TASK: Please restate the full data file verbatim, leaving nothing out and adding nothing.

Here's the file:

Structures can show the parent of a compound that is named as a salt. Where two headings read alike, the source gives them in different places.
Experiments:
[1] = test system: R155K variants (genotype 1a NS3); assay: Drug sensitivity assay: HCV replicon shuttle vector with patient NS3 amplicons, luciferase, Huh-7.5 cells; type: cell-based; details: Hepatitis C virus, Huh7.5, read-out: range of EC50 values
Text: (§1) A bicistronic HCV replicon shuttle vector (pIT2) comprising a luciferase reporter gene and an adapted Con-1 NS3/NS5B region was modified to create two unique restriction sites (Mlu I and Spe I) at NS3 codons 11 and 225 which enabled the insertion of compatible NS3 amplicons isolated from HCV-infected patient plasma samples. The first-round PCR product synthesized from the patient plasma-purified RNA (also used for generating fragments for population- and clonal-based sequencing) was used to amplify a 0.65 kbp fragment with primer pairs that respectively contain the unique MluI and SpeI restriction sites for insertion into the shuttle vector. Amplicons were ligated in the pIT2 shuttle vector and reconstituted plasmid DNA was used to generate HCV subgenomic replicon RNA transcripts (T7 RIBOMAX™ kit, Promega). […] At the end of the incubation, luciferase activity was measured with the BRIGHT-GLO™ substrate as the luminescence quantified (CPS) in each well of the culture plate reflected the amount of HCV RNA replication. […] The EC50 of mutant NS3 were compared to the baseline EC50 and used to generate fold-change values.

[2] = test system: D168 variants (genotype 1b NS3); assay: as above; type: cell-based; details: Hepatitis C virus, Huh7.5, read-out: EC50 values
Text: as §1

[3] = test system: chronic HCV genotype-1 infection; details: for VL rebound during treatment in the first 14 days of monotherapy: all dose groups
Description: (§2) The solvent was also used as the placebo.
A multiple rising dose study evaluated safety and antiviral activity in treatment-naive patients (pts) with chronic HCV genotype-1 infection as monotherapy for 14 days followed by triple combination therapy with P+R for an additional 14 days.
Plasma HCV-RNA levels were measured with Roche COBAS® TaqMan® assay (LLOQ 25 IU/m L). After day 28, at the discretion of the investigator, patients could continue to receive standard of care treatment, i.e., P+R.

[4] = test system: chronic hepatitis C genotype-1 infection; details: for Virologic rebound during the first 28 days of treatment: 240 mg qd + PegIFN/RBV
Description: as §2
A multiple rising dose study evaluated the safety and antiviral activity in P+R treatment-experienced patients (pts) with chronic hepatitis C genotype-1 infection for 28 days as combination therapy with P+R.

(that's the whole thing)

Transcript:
Structures can show the parent of a compound that is named as a salt. Where two headings read alike, the source gives them in different places.
Experiments:
[1] = test system: R155K variants (genotype 1a NS3); assay: Drug sensitivity assay: HCV replicon shuttle vector with patient NS3 amplicons, luciferase, Huh-7.5 cells; type: cell-based; details: Hepatitis C virus, Huh7.5, read-out: range of EC50 values
Text: (§1) A bicistronic HCV replicon shuttle vector (pIT2) comprising a luciferase reporter gene and an adapted Con-1 NS3/NS5B region was modified to create two unique restriction sites (Mlu I and Spe I) at NS3 codons 11 and 225 which enabled the insertion of compatible NS3 amplicons isolated from HCV-infected patient plasma samples. The first-round PCR product synthesized from the patient plasma-purified RNA (also used for generating fragments for population- and clonal-based sequencing) was used to amplify a 0.65 kbp fragment with primer pairs that respectively contain the unique MluI and SpeI restriction sites for insertion into the shuttle vector. Amplicons were ligated in the pIT2 shuttle vector and reconstituted plasmid DNA was used to generate HCV subgenomic replicon RNA transcripts (T7 RIBOMAX™ kit, Promega). […] At the end of the incubation, luciferase activity was measured with the BRIGHT-GLO™ substrate as the luminescence quantified (CPS) in each well of the culture plate reflected the amount of HCV RNA replication. […] The EC50 of mutant NS3 were compared to the baseline EC50 and used to generate fold-change values.

[2] = test system: D168 variants (genotype 1b NS3); assay: as above; type: cell-based; details: Hepatitis C virus, Huh7.5, read-out: EC50 values
Text: as §1

[3] = test system: chronic HCV genotype-1 infection; details: for VL rebound during treatment in the first 14 days of monotherapy: all dose groups
Description: (§2) The solvent was also used as the placebo.
A multiple rising dose study evaluated safety and antiviral activity in treatment-naive patients (pts) with chronic HCV genotype-1 infection as monotherapy for 14 days followed by triple combination therapy with P+R for an additional 14 days.
Plasma HCV-RNA levels were measured with Roche COBAS® TaqMan® assay (LLOQ 25 IU/m L). After day 28, at the discretion of the investigator, patients could continue to receive standard of care treatment, i.e., P+R.

[4] = test system: chronic hepatitis C genotype-1 infection; details: for Virologic rebound during the first 28 days of treatment: 240 mg qd + PegIFN/RBV
Description: as §2
A multiple rising dose study evaluated the safety and antiviral activity in P+R treatment-experienced patients (pts) with chronic hepatitis C genotype-1 infection for 28 days as combination therapy with P+R.